“So is there any economic benefit to this, in your view?” asked Cowan.“Well, sure, there’s an economic benefit for the people in the film industry,” replied Moller.
In a state with an estimated $1.6 billion budget shortfall, those are public dollars, he says, not being spent on basic necessities. “Nobody is saying it has to make money for state government,” said Moller. “That’s not the purpose of having a film industry. But I think there is an argument that we shouldn’t be spending money in perpetuity to keep this industry here.” Many Louisiana legislators agree. Last month, several proposals were put forward to cap the amount of money the state spends on film credits. But some worry about limiting the program too much.
Meanwhile, the Public Affairs Research Council entered the fray with a policy brief that calls for unspecified caps to the program, a limit on “above the line” spending on actors’ and producers’ salaries and improved audits.
Four weeks left: where things stand
The legislative session passed its halfway point last week, and The AP’s Melinda Deslatte has a helpful roundup of where everything stands heading into the final four weeks. So far only one bill has made it to the governor’s desk, and the debate over the state budget remains very much in flux.
Despite the side debates, lawmakers insist they remain focused on finances. Behind-the-scenes negotiations continue over the budget to pay for state government and services in the fiscal year that begins July 1. If lawmakers don’t agree on ways to raise new cash, higher education and health care programs could receive hefty cuts. The House agreed to raise $615 million through a cigarette tax hike and scaled-back tax break spending. Senators are looking for more. They’ll consider boosting the effect of the House tax bills in a Monday committee hearing, while the House Appropriations Committee intends Tuesday to consider across-the-board cuts on specially-protected funds, hoping to free up dollars to spend elsewhere.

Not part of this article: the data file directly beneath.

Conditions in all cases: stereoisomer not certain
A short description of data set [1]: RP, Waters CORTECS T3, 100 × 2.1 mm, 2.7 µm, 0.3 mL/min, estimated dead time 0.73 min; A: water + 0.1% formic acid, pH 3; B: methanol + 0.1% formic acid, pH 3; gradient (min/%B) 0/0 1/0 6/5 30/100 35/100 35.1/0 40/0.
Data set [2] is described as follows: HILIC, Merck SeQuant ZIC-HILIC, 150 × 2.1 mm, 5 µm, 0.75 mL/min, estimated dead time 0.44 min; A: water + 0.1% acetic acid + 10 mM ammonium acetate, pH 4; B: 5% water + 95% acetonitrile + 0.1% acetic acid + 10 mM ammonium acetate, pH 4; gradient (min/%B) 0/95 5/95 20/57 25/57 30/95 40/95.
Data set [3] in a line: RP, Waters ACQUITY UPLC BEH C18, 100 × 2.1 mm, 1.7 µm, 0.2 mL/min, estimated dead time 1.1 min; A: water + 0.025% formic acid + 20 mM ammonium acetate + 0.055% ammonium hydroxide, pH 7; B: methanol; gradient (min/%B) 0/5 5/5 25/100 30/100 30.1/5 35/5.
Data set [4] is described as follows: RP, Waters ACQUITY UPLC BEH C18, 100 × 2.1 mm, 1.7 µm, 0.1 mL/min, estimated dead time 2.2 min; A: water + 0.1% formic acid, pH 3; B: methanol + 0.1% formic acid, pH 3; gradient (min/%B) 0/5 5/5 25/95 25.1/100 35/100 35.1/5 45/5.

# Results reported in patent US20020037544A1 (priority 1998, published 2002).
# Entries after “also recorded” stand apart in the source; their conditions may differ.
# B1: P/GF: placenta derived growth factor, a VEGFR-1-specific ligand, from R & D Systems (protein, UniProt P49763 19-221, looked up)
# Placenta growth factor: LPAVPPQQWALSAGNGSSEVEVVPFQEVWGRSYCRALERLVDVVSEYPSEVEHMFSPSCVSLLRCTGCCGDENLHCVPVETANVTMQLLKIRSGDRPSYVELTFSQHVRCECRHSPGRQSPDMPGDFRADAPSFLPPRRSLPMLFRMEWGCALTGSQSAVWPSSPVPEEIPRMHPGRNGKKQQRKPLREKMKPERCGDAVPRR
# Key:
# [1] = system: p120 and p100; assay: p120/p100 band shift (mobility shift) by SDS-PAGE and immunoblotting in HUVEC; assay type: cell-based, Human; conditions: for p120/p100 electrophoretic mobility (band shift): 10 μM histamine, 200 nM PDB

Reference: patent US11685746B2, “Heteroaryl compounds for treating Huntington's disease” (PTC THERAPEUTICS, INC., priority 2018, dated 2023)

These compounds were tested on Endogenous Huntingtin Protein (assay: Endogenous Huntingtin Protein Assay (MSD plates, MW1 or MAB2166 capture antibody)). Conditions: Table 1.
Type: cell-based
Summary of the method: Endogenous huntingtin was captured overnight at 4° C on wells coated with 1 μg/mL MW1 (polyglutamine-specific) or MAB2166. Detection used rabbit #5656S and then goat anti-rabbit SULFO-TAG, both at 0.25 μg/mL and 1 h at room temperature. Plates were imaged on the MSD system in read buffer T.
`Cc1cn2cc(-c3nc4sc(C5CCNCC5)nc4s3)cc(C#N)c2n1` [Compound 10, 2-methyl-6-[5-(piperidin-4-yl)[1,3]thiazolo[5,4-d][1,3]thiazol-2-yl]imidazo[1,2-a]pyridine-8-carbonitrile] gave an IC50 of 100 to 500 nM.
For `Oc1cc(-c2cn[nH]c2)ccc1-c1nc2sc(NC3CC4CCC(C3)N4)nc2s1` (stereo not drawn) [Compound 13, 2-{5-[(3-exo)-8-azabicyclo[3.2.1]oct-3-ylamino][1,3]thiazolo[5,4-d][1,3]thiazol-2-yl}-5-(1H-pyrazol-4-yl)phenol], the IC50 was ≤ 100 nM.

Colleges vs. K-12 in pension battle
When money is tight in state government, an unfortunate result is a battle over scarce resources. Such is the case in the Teachers Retirement System of Louisiana, where Sen. Robert Adley of Benton is trying to shift $83 million in annual costs from state colleges to local school boards. As Marsha Shuler of The Advocate explains, Adley believes colleges have been footing too much of the cost of paying down debt that built up over many decades.
Under Adley’s proposal, higher education’s contribution would drop from $262.5 million to $179.6 million in the fiscal year that begins July 1, according to an actuarial analysis. At the same time, K-12’s contribution would increase from $900 million to $983 million, the analysis found. The School Boards Association’s Richard said K-12 school systems already have seen a near doubling of their retirement contributions in recent years, with no corresponding increase in state aid to public schools.
Number of the Day
4,200 – Direct jobs supported by the Louisiana film industry in 2014 (Source: PAR)